Produced, or Cellared by?

Starting a wine business involves a lot of decisions.  We’ve been working a long time on our wine, but what to print before ‘Virage Vineyards’ on the back label (on the bottle) never entered my mind until I was unexpectedly confronted with the question.

We want to move wine production to Napa Wine Company, the collective winery known as “Cult Wine Central,” or, to the Federal government, “Bonded Winery No. 9.”  For reference, I’m Bonded Winery No. 16682.  So No. 9 is pretty darn cool.

Do we need to print “Produced by Virage Vineyards” on the backlabel, asked the General Manager?  Or are we OK with “Cellared and Bottled by?”  Hmmm, do you care?  I have no opinion here.  That makes the decision hard.

Here’s what’s going on:

Your Federal Government Departmet of the Treasury sports a Tax and Trade Bureau (“the TTB” as we call it) ostensibly in place to protect you from the perils of alcohol.  Although the TTB is particularly concerned, if you ask me, with collection of excise tax payments.  Excise tax is that sin tax on alcohol, tobacco, and firearms that finances our American way of life.  Accordingly, they run a tight ship when it comes to being licensed as a ‘wine producer’ with a bonded winery premises, because the premises owner is the taxpayer.  The word “bonded” means we put up a bond –like an insurance policy–to guarantee payment of tax, the $4 or so per case of wine the producer owes when alcohol is ‘removed’ from the bonded premises.

Virage possesses, today, an “alternating premises” permit, meaning we share equipment with other small producers at our winery (Laird Family).  And we want to consider Napa Wine Company, where Aaron works already on other brands and wants to be in one place during harvest.  I’d like to pour in their collective tasting room.  At either location, we benefit from far more sophisticated equipment than our little brand could afford on its own (hence our price at half what others charge for similar quality).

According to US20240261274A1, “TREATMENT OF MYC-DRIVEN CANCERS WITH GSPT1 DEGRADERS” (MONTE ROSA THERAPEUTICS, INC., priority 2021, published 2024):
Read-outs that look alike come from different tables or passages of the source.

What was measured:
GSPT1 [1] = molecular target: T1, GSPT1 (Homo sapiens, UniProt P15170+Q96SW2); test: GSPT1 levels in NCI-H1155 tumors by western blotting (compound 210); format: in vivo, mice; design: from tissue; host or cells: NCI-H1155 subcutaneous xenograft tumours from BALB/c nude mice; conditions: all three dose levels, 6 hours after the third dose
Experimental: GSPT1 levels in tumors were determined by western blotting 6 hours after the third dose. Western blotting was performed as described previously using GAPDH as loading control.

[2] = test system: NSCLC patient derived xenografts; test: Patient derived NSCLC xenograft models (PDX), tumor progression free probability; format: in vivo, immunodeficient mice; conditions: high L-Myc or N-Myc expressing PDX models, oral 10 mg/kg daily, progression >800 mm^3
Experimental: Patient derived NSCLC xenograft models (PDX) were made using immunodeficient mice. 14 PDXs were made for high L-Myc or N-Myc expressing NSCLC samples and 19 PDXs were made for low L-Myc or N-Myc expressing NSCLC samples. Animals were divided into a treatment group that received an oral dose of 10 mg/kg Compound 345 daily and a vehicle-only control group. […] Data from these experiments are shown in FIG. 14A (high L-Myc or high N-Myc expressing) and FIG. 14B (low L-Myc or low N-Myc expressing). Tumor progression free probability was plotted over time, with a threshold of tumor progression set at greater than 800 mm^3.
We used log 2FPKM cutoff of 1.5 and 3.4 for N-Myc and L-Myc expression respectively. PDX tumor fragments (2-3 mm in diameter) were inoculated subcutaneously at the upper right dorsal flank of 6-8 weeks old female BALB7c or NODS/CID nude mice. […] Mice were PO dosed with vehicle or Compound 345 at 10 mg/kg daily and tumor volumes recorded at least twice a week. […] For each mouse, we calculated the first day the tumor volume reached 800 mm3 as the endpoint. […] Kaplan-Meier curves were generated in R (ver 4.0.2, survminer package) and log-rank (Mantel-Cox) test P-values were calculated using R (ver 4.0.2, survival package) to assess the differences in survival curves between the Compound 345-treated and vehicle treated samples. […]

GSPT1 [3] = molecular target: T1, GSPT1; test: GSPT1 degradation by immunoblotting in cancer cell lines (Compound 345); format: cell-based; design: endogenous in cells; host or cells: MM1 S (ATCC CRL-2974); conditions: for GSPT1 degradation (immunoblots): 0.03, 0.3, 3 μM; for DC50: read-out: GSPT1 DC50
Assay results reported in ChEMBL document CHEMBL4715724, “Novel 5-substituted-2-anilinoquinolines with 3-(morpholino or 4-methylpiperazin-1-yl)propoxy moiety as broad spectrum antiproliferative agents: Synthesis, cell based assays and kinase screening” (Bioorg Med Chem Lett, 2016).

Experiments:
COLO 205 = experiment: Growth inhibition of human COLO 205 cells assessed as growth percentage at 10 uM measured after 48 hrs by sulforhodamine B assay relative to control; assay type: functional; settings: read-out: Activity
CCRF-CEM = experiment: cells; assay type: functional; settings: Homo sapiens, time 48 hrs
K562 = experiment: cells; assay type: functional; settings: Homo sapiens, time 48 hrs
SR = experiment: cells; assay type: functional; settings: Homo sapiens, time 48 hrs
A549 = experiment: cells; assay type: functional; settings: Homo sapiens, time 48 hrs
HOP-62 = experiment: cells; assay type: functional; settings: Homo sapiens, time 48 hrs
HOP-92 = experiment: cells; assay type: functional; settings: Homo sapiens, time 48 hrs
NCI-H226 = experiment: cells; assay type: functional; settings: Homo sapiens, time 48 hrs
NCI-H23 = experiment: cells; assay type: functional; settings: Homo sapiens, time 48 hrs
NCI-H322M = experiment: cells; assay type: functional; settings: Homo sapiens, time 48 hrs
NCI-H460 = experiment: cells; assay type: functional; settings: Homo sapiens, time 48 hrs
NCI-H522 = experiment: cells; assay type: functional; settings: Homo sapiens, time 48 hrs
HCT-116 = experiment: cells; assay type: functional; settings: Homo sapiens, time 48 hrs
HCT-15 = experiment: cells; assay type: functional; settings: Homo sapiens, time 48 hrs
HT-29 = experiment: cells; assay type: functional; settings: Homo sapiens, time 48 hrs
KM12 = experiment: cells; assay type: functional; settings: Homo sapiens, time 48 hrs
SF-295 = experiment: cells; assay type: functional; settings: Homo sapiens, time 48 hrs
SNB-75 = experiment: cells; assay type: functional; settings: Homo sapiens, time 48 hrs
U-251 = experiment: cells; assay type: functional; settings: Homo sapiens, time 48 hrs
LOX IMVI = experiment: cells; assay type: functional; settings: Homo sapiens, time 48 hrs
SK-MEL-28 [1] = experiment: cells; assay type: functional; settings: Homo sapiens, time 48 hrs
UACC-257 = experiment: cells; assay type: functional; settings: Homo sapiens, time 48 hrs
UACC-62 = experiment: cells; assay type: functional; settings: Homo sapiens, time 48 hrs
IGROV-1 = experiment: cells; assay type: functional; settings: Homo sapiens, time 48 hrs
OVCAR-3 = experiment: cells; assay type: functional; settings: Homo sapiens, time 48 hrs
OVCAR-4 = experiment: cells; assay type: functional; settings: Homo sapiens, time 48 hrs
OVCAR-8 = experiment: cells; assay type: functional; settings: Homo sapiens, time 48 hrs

But there’s a catch; Napa Wine Company can’t offer the same licensing arrangement as our existing winery. We can’t bring over our alternating premises license.   We can’t write “produced by Virage Vineyards” on the bottle.

To be clear, under any license, our grape growing and winemaking is carefully controlled by us –this is not the “factory production” drama story some tell about “custom crush facilities.”  We produce our wine, using shared equipment, a concept I love –it’s green, it’s economical, it’s the right thing to do for a tiny brand.  Better to put our resources into great grapes and barrels than ‘stainless steel’ that we’d use once then put away for the year.  But the difference in licensing means we have to write “Cellared by Virage Napa Valley” on the back label… as if we bought finished wine off the bulk market and had nothing to do with its production.  Not really ideal.

Sometimes, I want to move to France.  I don’t imagine these hurdles to exist in the “old world.”

What do you think?

(postscript – we moved to Silenus Vintners in Napa, and enjoyed pouring wine in the communal tasting room, but have really taken another big step since, moving to Alpha Omega Winery where the facility is near-new and phenomenally equipped, and we are permitted to be “alternating proprietors.”)

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About Emily Richer

Investment banker turned right banker.
This entry was posted in One wild ride, Tasting and tagged , , , , , . Bookmark the permalink.

One Response to Produced, or Cellared by?

  1. Emily says:

    Update on this post – we’ve moved to Silenus Vintners in Napa. Where we are snug as bugs in a rug with eight other alternating proprietors in a collective equipment-sharing arrangement. And, we have a lovely tasting room, plus a private room and outdoor area for events. Super! We are licensed there to produce and sell our own wine and can officially, with the 2010 vintage, start writing “Produced and Bottled by Virage Vineyards” on our label.

    Come visit when you’re in Napa valley: http://www.silenusvintners.com

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